Support Feed

Dear Carol: My dad’s been in a nursing home for several years and is ready for hospice care. I read your column about hospice care being covered by most insurances but I’m wondering what happens in a nursing home. Does insurance start to cover nursing home costs, then, too? Would it be better to move Dad home for this time period? It’s hard to make these decisions at such a stressful time. – RE Read more →


Nothing can make it easy for us to watch the cognitive decline of someone we love. Nothing will take away the agony of seeing loved ones so changed from the individuals they used to be. But imaginatively entering into their world is the most effective way to survive, and occasionally enjoy, the world of dementia caregiving. Read more →


Many, if not most, younger people find the idea of older adults having sex uncomfortable. Even middle-aged people avoid thinking that their parents are still enjoying sexual intimacy. They know it’s likely, but they don’t like thinking about it. It’s their parents for heaven’s sake! This attitude is terribly sad. For most people, physical touch and emotional caring - which underlie good sexual encounters - are needed for true quality of life. Sex for older adults is simply normal. Read more →


Hospice organizations are keenly aware of the soothing power of music. Sometimes the music may be used casually, by the facility or the family, knowing that this is a type of music that the person who is in the dying process had always enjoyed. Increasingly, though, employing trained music therapists has been favored. Read more →


For most of us, our parents are just there — seemingly invincible as we grow up. Once we leave home, we’re on a mission to move into our own adulthood with our parents moving to the background, but still a solid, if often unacknowledged, presence. As we move on with our lives, creating careers, marriages, and possibly children, most parents continue to be involved in some capacity.  Read more →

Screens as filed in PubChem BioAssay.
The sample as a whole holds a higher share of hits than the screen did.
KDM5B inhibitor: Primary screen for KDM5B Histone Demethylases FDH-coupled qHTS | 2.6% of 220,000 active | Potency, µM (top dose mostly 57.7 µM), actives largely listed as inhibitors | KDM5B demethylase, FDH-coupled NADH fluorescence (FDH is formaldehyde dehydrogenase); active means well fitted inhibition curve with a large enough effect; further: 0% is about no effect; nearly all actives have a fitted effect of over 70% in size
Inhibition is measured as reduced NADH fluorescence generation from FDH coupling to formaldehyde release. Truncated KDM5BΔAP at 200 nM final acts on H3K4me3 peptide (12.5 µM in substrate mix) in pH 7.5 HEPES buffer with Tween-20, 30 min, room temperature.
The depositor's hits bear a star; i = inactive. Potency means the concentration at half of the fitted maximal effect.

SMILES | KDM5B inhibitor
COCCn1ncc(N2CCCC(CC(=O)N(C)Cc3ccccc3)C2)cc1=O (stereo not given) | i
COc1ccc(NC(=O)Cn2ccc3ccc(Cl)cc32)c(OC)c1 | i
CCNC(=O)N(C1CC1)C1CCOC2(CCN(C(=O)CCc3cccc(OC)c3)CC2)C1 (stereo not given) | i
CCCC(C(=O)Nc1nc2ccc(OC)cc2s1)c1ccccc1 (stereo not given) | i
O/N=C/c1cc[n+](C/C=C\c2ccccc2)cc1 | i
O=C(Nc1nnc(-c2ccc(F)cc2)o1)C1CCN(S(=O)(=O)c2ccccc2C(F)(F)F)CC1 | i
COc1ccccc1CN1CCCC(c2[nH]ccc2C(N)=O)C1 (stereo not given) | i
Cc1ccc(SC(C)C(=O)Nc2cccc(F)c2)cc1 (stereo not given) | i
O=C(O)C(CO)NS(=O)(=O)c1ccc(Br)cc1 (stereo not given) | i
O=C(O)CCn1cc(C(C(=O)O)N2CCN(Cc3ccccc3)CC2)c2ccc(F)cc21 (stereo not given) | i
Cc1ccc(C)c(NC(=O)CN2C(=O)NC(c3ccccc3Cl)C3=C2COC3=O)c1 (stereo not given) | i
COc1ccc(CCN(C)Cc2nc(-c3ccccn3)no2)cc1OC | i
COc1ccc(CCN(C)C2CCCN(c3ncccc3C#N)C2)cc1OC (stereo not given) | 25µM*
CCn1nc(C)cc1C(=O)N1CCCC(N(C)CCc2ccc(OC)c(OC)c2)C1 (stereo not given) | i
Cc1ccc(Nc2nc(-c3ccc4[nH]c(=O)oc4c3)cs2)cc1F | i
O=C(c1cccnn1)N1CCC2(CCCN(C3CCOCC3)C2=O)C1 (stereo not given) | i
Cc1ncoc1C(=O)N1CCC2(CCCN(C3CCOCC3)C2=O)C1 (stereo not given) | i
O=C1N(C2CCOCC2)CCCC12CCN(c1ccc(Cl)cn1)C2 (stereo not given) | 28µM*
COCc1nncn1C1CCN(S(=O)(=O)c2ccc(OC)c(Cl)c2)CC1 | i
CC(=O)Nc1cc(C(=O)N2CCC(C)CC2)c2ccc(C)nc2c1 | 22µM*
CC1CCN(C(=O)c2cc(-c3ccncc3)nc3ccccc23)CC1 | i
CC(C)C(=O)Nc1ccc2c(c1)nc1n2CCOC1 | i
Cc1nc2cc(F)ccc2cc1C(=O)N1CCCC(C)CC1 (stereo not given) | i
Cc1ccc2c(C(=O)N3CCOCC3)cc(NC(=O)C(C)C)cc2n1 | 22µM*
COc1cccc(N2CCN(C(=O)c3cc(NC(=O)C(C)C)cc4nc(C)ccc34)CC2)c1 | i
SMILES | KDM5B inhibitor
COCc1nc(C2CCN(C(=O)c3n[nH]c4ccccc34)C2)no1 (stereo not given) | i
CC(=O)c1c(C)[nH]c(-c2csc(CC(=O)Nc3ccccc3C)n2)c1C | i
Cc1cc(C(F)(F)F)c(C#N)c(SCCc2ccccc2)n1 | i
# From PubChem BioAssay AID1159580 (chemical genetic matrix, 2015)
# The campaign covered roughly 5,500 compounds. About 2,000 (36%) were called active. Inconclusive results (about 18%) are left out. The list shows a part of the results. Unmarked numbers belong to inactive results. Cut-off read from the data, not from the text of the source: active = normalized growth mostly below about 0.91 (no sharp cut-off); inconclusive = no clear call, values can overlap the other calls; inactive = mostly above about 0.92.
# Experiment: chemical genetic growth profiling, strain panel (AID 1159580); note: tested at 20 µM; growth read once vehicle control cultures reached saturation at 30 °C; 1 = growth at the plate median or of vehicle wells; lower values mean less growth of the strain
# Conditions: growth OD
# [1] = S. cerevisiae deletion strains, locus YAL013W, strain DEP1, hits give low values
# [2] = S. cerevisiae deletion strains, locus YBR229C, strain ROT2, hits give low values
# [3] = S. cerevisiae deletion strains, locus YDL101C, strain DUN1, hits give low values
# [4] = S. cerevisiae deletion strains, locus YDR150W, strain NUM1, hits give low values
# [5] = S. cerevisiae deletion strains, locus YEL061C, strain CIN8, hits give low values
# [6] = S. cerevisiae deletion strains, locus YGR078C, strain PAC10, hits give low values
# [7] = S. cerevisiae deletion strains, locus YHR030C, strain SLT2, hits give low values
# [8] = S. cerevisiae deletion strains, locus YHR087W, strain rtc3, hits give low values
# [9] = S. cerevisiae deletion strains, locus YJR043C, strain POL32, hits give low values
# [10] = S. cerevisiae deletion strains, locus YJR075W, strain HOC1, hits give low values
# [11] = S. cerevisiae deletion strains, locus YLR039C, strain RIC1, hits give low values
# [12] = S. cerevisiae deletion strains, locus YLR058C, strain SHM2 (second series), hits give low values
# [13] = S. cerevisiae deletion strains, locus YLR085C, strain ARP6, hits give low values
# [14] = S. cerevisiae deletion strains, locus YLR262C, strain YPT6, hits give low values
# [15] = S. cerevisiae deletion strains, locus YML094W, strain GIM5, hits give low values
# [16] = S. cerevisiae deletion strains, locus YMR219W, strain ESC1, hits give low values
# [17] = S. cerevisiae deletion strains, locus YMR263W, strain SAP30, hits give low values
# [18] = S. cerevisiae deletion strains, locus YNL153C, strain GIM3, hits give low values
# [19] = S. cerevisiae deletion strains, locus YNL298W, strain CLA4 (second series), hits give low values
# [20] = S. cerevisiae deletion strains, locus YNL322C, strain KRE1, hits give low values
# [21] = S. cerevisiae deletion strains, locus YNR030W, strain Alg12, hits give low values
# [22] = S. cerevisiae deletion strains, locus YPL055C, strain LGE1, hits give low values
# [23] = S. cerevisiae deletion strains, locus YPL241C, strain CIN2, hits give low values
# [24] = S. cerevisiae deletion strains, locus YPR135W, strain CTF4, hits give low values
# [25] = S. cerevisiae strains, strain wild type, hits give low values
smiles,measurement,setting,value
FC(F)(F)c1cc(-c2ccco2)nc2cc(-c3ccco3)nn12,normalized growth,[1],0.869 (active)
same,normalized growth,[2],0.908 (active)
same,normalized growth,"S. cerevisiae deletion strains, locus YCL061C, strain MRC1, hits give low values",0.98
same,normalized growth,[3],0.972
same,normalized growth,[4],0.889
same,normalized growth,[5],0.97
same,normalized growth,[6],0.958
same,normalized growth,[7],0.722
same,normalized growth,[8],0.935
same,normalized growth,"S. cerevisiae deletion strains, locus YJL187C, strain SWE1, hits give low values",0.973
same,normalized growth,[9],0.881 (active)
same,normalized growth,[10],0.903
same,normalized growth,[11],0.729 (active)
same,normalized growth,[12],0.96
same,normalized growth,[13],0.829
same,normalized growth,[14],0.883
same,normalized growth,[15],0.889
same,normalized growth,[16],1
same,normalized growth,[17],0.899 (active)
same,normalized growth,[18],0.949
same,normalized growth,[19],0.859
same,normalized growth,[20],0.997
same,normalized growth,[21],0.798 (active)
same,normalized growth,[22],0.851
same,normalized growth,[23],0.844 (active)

Many adult children would love to have their parents take advantage of new technology that can track their health, or allow a caregiver to monitor them during the day whether they are aging in place or in a care facility. The idea may not appeal to the older adult, however, for two reasons. One is the learning curve, and the other is the potential intrusion into their daily lives. Therefore, many say: “Thanks but no thanks.” Read more →


Dear Carol: My dad has late stage Alzheimer’s and is in a nursing home in our community where he seems to be receiving good care. Mom is with him every day. He no longer recognizes either of us, but Mom says that he is her husband and she will be there with him. I respect and understand that. I’m married and have a full-time job and three children who are in many activities so it’s not easy for me to take the time to visit my dad. He doesn’t recognize me so I don’t know how important my visits are anyway, but mom thinks that it matters to dad. I do want to see him, even though it’s painful, so I feel guilty if I don’t go at least once a week, but I balance the normal chaos of working and raising children along with making it a point to see Dad. Should I still visit even though he won’t remember? – GT Read more →


New rules for the protection of nursing home residents have been implemented as part of the Affordable Care Act (ACA). Many of these rules provide answers to concerns that have troubled families with loved ones living in skilled nursing facilities (SNFs), generally called nursing homes. I emailed Medicare expert Ginalisa Monterroso for an update on these rules and what they mean for nursing home residents and their families. Read more →


The aging process brings with it any number of indignities.  One of those is incontinence. People without the problem may look at incontinence as an inconvenience and not a serious ailment, and for mild problems that may be true. However, incontinence can develop into a major issue when it contributes to depression and even isolation.  Read more →


According to the Alzheimer’s Association, in 2015 nearly 16 million family and other unpaid caregivers for people with Alzheimer’s disease and other dementias provided an estimated 18.1 billion hours of unpaid care, a contribution to the nation valued at $221.3 billion. This is with caregiving being valued at only $12.25 per hour. Similar statistics are posted by the International Alliance of Carer Organizations, which tracks caregiving in countries around the world. Read more →